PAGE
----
Dynamic Data Masking

Immuta’s dynamic data masking protects data by modifying or hiding sensitive values without changing the underlying data. With Immuta’s masking capabilities, you can apply security and privacy controls at query runtime and unlock more value from your sensitive data without sacrificing security.

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Maximizing Utility & Security with Dynamic Data Masking

Immuta’s dynamic data masking helps organizations across every industry simplify operations, improve data security, and unlock sensitive data’s value. With dynamic data masking, you can:

Increase permitted use cases so you can do more with your data

Accelerate time to access by masking data when it is queried

Share data while complying with rules, regulations, and data sharing agreements

Reduce engineering burden by dynamically enforcing policies without copying data

Plain Language Policy Authoring

Immuta allows you to author attribute-based access control policies in plain language or as-code, so they’re easy for any stakeholder to manage. This allows you to mask data without the need for specialized engineering resources.

Dynamic Data Masking

Copying data and manually removing or anonymizing values can delay analysis and weaken data’s utility. Immuta’s dynamic data masking policies support hashing, regular expression, rounding, conditional masking, and replacing with null or constant, with reversibility, with format preserving masking, and with k-anonymization, as well as external masking – all without ever copying or moving data.

Conditional Data Masking

Protect yourself from data leaks without resorting to manual changes. Immuta automates access restrictions based on masking policy conditions, such as time-based windows, users’ geographies, and data in adjacent cells or reference tables. With Immuta’s conditional logic in masking policies, you get flexible policy enforcement with reducing risk.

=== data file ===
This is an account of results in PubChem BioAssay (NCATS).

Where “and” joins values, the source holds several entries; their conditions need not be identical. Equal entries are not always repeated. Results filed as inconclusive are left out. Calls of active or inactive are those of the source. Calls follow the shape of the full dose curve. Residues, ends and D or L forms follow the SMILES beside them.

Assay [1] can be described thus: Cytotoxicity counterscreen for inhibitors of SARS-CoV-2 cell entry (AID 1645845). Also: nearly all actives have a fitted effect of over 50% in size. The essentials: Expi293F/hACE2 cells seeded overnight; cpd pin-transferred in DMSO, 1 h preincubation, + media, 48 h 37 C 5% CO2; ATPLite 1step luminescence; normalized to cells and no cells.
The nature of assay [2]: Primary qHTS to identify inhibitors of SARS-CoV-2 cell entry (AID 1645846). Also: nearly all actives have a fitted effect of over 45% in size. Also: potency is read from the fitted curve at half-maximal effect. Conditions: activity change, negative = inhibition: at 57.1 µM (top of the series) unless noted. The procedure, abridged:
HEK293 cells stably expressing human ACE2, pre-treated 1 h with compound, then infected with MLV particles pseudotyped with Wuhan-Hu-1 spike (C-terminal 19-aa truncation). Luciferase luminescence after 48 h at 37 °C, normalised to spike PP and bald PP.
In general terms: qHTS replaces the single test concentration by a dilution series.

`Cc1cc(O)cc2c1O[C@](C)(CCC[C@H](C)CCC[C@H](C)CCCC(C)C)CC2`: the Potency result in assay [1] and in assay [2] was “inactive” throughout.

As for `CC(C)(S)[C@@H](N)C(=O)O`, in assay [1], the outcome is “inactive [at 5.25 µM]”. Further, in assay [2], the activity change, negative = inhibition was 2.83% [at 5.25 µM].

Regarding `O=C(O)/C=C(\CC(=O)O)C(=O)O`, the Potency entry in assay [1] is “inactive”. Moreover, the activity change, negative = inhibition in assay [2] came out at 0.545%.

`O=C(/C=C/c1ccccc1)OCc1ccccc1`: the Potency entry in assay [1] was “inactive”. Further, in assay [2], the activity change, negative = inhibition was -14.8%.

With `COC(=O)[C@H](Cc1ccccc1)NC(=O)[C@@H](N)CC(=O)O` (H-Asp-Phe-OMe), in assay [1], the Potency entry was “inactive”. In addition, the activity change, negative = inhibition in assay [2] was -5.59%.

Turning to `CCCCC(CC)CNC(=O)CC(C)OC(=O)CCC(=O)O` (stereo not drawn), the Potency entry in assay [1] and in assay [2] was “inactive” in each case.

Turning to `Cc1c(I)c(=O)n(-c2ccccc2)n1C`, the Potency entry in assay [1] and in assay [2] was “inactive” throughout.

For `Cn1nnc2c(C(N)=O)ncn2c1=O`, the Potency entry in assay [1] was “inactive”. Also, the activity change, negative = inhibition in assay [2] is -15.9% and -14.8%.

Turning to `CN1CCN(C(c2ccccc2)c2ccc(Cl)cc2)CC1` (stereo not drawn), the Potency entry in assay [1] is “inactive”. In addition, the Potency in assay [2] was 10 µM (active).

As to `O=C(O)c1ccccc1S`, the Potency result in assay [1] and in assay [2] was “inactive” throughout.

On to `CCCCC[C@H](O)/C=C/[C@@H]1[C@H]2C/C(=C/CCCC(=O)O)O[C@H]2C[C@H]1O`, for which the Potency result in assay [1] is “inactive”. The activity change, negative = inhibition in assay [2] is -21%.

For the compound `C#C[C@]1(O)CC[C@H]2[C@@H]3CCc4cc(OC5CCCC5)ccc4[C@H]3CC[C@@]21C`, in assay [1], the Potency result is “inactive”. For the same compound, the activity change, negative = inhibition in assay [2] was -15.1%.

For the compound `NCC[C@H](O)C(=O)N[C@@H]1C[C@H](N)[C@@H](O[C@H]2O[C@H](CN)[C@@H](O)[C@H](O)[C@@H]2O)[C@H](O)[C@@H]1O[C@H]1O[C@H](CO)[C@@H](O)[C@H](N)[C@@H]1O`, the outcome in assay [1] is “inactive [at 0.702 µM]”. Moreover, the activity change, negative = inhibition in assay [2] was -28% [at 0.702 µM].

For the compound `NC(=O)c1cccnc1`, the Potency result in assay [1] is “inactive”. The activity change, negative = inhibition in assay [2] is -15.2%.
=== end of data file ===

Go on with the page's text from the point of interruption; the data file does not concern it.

Covering the Full Data Security Spectrum

How do you know where to apply data masking policies and if those policies are working? Dynamic data masking is a key part of data security, but it’s one piece of the puzzle. With Immuta, you can discover, secure, and monitor data to detect risks. See how you can do all three – without sacrificing speed or utility.

Find out more about the Immuta Data Security Platform.


Unlock Your Data

“In this dynamic privacy environment, Immuta’s SaaS deployment enables us to provide the highest standards of protection for fan data.”

Tom Tercek Co-Founder and Chief Strategy Officer

more use cases unlocked


growth in users accessing data


enhancement in analytics by using sensitive data securely


improvement in time to data, going from days to minutes

Frequently Asked Questions

What is static data masking?

Static data masking (SDM) masks data at rest rather than in active use. It does so by creating a copy of an existing data set and scrubbing it of all sensitive and/or personally identifiable information (PII). Once the information is masked, the data can then be stored, shared, and accessed for use without putting sensitive information at risk.

Data Masking 101: A Comprehensive Guide
What is dynamic data masking?

Dynamic data masking is the process of using fake, hidden, or purposefully “noisy” data to conceal or mask the sensitive elements in a data set. Within existing databases, masking techniques such as k-anonymization, differential privacy, and randomized response can protect sensitive data from being reverse-engineered or re-identified. These masking techniques help ensure data remains private without hindering its ability to be used for analysis.

What Are Data Masking Best Practices?
What is the difference between data masking vs. encryption?

Data masking operates by modifying or hiding sensitive values in a data set without changing the underlying data. In doing this, it creates a “fake” version of the data that is still usable for analysis/tools/etc. Data encryption, on the other hand, completely changes data into an illegible code that can only be reversed back into its original form with the assistance of an encryption key. This renders the data useless to anyone without the encryption key, where masked data can still be used for various purposes without exposing the more sensitive information involved.

What Are the Most Common Types of Data Masking?
Is data nulling considered data masking?

Yes, data nulling can be considered a data masking technique. Nulling masks sensitive data in a data set by replacing any given value with a NULL. When applied, the underlying data will appear to be NULL rather than its original value. This removes any identifiability from the column, at the cost of removing all utility. It is useful to apply this policy to numeric or text attributes which have a high re- identification risk, but little analytic value.

What Are Data Masking Best Practices?

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